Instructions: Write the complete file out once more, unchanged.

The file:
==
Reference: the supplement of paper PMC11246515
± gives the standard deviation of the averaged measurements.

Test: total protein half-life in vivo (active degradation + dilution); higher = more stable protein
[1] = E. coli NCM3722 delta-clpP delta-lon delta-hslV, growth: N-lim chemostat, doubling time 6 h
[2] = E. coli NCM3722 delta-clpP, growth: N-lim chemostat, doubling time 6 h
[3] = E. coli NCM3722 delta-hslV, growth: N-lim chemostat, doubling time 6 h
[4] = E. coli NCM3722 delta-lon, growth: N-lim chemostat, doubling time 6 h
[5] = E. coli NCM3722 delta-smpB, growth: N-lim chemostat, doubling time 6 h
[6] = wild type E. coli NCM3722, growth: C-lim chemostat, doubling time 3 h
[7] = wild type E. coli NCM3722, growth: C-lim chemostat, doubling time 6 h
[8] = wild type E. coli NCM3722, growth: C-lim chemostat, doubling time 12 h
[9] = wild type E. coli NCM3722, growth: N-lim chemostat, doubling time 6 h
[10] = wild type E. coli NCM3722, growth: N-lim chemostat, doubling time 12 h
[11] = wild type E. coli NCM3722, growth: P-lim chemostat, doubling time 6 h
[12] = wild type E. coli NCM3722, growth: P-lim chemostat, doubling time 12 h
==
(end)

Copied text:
Reference: the supplement of paper PMC11246515
± gives the standard deviation of the averaged measurements.

Test: total protein half-life in vivo (active degradation + dilution); higher = more stable protein
[1] = E. coli NCM3722 delta-clpP delta-lon delta-hslV, growth: N-lim chemostat, doubling time 6 h
[2] = E. coli NCM3722 delta-clpP, growth: N-lim chemostat, doubling time 6 h
[3] = E. coli NCM3722 delta-hslV, growth: N-lim chemostat, doubling time 6 h
[4] = E. coli NCM3722 delta-lon, growth: N-lim chemostat, doubling time 6 h
[5] = E. coli NCM3722 delta-smpB, growth: N-lim chemostat, doubling time 6 h
[6] = wild type E. coli NCM3722, growth: C-lim chemostat, doubling time 3 h
[7] = wild type E. coli NCM3722, growth: C-lim chemostat, doubling time 6 h
[8] = wild type E. coli NCM3722, growth: C-lim chemostat, doubling time 12 h
[9] = wild type E. coli NCM3722, growth: N-lim chemostat, doubling time 6 h
[10] = wild type E. coli NCM3722, growth: N-lim chemostat, doubling time 12 h
[11] = wild type E. coli NCM3722, growth: P-lim chemostat, doubling time 6 h
[12] = wild type E. coli NCM3722, growth: P-lim chemostat, doubling time 12 h